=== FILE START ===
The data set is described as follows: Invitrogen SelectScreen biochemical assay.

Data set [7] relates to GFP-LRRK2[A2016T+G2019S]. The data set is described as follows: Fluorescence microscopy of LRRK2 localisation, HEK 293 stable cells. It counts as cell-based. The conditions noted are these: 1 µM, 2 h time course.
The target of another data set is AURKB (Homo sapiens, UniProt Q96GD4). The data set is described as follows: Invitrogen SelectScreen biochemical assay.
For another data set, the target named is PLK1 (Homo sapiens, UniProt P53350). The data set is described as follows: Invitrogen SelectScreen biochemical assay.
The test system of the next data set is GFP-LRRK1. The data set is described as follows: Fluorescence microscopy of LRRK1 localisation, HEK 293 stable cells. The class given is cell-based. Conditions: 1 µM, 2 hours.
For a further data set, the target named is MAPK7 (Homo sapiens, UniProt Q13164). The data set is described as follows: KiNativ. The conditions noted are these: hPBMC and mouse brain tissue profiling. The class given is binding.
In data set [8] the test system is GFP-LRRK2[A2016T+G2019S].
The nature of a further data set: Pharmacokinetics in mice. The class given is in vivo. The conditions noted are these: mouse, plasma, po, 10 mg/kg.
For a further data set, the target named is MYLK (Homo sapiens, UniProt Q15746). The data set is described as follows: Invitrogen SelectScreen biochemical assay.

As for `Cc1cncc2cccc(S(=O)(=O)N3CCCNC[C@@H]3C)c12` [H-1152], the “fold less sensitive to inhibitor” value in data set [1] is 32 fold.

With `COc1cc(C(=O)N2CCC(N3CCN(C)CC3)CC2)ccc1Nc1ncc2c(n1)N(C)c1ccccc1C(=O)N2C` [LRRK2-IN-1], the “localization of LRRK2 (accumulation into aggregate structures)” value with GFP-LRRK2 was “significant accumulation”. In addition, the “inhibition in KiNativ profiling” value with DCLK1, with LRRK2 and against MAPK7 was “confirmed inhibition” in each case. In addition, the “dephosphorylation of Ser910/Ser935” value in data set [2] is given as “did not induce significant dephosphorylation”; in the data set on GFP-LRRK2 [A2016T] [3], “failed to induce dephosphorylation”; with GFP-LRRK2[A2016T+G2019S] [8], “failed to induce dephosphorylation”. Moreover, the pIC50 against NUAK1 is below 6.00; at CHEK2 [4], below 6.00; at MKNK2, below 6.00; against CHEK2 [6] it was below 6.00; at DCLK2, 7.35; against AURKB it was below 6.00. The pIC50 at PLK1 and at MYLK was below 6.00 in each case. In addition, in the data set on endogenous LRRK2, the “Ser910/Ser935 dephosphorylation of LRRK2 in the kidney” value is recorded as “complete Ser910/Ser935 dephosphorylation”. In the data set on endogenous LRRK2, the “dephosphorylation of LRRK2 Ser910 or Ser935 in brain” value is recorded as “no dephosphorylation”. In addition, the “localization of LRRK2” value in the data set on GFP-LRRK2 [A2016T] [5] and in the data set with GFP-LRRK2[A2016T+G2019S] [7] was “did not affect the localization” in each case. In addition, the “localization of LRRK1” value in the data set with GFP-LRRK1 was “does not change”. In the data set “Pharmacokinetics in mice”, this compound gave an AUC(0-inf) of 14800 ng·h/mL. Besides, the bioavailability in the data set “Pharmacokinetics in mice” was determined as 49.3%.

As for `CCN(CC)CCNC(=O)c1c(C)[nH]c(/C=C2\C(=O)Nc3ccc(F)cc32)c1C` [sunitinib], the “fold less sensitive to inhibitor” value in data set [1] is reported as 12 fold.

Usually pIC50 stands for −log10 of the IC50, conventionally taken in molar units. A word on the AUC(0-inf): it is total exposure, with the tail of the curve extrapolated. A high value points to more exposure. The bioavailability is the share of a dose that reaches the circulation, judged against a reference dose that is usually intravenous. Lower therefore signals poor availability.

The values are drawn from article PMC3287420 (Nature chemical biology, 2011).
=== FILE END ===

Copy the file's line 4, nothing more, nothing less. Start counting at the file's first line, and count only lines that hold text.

For another data set, the target named is PLK1 (Homo sapiens, UniProt P53350). The data set is described as follows: Invitrogen SelectScreen biochemical assay.